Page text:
Costly Mistakes to Avoid When Installing CCTV Cameras

  • Having a robust and modern closed-circuit television (CCTV) system is increasingly becoming an important component of every home and workplace today. 

    They can also provide assistance to authorities in the event of a security issue, leading to a quick and efficient resolution of the issue thus protecting the business or home from major disruption.

    If you are considering installing CCTV, here are some of the most common worst placement mistakes you should look out for: 

    A police officer monitoring CCTV cameras mounted in Nairobi.

    A police officer monitoring CCTV cameras mounted in Nairobi.


    The wrong height

    Placing your surveillance cameras too low off the ground will limit the scope of what the camera captures.

    Apart from the height, the CCTV camera should be installed at an appropriate angle so that the area is clearly visible on the monitor for maximum security.

    Furthermore, there is no use in installing the camera if there is an obstruction that hinders the proper view of the area of interest.

    As such, avoid areas where there are trees or where the sunbeam is high but instead place the cameras below a roof in a downward position.

    Cameras facing each other

    This can cause distortion of images due to one camera catching the infrared light of the other and effectively blinding each other. 

    However, this challenge can be solved by installing cameras that automatically adjust for exposure because such cameras are able to compensate to a certain extent.

    Strong or low lighting

    Too much lighting may make captured images hard to discern while too little lighting might result in the same problem. 

    Therefore, lighting for CCTV cameras should be based on the inverse square rule such that additional light should only be used to create an evenly lit scene in the camera’s field of view to ensure that the captured images are not too dark or washed out.

    Choosing the wrong camera

    Not having high-quality cameras is one of the biggest mistakes you can make when installing CCTV cameras in your home or business.

    This is because if your image quality is too grainy to see what is going on, you might as well not have a camera at all. The cheap camera will not offer a good resolution and lens.

    Not Securing the Security System

    Having WIFI connectivity at your home or business premise helps you view the footage of your CCTV camera when you are away.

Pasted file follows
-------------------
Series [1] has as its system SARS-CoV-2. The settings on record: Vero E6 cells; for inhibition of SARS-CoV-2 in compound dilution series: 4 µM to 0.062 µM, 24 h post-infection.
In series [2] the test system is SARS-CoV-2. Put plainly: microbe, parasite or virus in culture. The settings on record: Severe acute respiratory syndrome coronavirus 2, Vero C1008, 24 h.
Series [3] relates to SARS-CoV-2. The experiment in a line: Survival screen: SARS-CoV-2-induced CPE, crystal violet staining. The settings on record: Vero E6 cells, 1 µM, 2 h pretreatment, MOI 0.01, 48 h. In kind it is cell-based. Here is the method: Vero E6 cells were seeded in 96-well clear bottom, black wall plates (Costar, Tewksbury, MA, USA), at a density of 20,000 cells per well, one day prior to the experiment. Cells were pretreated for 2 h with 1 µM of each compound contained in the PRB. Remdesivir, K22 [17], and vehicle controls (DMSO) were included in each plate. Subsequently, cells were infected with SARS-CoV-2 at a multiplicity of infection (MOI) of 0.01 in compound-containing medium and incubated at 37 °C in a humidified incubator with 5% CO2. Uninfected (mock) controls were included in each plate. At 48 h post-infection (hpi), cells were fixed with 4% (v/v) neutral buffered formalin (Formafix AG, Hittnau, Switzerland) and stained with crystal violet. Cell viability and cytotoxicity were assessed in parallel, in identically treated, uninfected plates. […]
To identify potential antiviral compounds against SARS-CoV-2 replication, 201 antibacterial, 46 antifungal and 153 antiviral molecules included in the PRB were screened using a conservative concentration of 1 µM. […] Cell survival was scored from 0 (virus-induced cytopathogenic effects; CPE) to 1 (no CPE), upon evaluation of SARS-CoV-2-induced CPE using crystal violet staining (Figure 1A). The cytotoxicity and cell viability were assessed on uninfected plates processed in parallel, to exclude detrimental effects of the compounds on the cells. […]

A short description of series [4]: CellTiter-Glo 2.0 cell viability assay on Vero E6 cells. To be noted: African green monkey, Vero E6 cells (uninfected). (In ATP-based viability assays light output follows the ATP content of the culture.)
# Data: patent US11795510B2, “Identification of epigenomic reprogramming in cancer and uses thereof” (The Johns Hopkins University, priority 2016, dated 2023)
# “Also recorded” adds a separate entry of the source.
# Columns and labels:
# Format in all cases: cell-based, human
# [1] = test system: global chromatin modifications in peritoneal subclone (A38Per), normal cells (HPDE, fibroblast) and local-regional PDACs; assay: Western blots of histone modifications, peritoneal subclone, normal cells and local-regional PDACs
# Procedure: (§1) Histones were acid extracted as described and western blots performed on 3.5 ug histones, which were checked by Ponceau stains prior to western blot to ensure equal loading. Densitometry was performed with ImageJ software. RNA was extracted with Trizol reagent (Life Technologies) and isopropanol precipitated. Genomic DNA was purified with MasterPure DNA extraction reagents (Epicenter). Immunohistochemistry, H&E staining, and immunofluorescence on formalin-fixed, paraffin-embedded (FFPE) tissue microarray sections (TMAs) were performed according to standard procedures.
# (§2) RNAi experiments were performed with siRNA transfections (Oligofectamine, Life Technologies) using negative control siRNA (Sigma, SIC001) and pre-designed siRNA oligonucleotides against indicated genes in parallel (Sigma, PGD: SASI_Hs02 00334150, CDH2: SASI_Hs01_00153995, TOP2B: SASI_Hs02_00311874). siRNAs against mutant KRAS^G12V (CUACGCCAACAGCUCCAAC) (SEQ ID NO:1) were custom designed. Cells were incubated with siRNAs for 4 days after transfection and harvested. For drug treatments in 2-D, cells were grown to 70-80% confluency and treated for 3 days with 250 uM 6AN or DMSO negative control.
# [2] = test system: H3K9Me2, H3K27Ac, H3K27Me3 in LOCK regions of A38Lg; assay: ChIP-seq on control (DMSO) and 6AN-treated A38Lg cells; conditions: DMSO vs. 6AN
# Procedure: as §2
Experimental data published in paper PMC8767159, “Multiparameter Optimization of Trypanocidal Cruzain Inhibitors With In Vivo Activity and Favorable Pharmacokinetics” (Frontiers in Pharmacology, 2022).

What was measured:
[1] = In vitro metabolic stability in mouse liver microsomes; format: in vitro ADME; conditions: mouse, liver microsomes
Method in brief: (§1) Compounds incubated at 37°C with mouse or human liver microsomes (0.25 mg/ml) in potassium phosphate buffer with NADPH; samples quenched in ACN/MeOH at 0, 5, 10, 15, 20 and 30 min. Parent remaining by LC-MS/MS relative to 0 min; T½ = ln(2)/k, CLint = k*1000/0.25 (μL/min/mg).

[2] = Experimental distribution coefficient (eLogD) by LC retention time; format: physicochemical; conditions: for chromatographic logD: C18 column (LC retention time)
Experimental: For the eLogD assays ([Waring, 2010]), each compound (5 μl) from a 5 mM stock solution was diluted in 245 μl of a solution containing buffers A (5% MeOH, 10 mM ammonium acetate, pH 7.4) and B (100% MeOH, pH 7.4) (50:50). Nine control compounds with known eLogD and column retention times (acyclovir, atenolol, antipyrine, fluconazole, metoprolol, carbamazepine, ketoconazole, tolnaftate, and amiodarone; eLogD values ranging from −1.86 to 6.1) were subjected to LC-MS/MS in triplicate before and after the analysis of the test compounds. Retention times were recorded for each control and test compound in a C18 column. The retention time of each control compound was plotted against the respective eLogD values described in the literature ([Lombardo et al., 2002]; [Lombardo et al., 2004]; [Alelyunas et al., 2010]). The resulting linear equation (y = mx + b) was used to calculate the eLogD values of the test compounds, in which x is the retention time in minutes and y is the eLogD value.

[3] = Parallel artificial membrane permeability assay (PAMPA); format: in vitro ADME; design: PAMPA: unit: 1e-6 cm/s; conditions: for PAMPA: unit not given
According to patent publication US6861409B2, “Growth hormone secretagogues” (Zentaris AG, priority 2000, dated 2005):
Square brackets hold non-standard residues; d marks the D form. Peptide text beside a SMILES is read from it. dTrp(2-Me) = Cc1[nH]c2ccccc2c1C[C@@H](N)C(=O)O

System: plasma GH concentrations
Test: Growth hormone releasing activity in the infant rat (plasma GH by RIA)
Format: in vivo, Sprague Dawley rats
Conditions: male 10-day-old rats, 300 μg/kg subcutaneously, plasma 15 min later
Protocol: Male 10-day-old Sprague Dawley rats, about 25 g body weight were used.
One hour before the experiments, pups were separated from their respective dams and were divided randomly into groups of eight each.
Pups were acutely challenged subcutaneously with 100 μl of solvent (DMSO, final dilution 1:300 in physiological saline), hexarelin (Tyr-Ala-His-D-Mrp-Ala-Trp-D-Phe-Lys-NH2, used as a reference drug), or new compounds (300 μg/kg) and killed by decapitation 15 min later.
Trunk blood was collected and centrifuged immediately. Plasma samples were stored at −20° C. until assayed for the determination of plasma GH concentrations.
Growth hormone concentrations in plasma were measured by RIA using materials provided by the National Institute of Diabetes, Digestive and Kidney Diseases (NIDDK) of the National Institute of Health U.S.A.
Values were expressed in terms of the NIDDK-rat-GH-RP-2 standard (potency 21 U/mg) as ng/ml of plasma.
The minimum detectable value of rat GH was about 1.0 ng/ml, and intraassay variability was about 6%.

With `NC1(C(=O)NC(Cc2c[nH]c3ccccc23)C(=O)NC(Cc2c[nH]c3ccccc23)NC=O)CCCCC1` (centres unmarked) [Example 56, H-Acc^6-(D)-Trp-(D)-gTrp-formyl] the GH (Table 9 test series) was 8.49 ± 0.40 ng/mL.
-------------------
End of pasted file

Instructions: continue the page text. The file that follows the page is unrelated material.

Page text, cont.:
Be careful not to use your phone number, date of birth, or name as your password to reduce vulnerability to unauthorized access.

    To ensure complete security of your security system, the password must not be known to anybody else other than you, and remember to change it from time to time. 

    Not Having a Backup Power Source

    Keeping your security cameras online during your property’s most vulnerable moments should be a priority.

    Make sure to install a backup power source such as a generator or solar power system, when installing your cameras to avoid leaving your property at risk whenever there is a power blackout.

    Interestingly, the Kenyan Ministry of Interior and National Coordination wants CCTV cameras placed across the country with the ministry being given direct access for monitoring.

    Among the places recommended for mandatory placement of CCTV include offices, schools, universities, restaurants and pubs, shopping malls, and hotels to curb raising crime levels in public places. 

    Under the draft policy, the Interior Ministry would establish a national CCTV coordination center that will register all installations in Kenya.

    Owners of the various institutions will be required to remit to the ministry raw footage recorded by their CCTV cameras every three months. 

    Footage obtained from CCTV cameras has been used by the police to identify crime suspects. In some court cases, they have been presented as evidence.

    GSU officers caught on CCTV during a robbery on March 12, 2021.

    GSU officers caught on CCTV during a robbery on March 12, 2021.



Jay Ndungu

Jay is a computer scientist and journalist with a passion for the intersection of technology and society. He has a background in computer science, developing a deep understanding of the technical aspects of the industry, including programming languages and software development methodologies. Currently, He writes for Nairobi Times, covering a wide range of topics including technology, politics, sports, and entertainment. With his unique combination of technical knowledge and journalistic experience, Jay brings a unique perspective to the stories he covers, able to explain complex technical concepts in an easy-to-understand manner. His work is dedicated to bridge the gap between technology and society, and to make people more aware of the potential of technology to make the world a better place.

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